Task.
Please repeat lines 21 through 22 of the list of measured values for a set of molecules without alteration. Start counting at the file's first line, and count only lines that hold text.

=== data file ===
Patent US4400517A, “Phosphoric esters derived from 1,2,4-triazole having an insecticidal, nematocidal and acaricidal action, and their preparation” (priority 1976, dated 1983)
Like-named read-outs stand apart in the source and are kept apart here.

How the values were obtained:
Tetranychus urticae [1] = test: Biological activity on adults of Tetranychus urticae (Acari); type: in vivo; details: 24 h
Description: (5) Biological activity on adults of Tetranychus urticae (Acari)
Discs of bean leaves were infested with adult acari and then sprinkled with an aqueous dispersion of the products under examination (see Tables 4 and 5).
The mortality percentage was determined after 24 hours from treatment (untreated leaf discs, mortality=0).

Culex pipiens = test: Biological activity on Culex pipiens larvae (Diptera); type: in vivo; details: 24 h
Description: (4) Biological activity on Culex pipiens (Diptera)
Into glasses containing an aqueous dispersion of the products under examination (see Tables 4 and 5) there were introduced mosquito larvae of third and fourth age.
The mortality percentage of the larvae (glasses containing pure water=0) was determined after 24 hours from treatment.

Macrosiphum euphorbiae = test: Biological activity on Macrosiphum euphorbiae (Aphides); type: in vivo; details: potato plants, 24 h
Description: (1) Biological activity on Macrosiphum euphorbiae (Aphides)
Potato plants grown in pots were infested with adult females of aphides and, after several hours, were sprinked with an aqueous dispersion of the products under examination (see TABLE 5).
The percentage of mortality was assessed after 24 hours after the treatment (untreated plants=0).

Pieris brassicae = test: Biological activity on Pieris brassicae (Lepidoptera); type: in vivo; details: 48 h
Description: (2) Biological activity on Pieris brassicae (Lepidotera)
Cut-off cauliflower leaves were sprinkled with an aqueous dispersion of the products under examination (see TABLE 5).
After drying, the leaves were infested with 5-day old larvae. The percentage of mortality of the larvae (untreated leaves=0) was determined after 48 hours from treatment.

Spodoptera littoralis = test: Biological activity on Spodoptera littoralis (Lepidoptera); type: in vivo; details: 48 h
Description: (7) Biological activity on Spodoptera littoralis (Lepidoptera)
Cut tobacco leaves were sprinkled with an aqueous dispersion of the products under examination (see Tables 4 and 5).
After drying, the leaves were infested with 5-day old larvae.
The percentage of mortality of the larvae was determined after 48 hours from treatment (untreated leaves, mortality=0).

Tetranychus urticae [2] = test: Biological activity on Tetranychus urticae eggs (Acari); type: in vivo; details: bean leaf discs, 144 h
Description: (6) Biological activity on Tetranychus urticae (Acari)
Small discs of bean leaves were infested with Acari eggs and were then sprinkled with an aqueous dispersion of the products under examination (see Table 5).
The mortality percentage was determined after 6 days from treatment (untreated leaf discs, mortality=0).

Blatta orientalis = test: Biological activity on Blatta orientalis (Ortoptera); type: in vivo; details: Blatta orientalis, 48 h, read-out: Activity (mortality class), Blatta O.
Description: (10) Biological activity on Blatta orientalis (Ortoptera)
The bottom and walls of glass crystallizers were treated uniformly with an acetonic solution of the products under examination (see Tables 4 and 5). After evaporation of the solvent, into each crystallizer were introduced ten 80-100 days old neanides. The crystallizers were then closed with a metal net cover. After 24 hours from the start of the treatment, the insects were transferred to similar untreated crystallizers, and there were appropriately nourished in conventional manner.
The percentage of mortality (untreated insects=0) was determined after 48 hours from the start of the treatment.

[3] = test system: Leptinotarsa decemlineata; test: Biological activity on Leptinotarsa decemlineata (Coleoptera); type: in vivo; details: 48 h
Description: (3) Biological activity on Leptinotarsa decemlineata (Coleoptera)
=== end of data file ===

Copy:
Description: (7) Biological activity on Spodoptera littoralis (Lepidoptera)
Cut tobacco leaves were sprinkled with an aqueous dispersion of the products under examination (see Tables 4 and 5).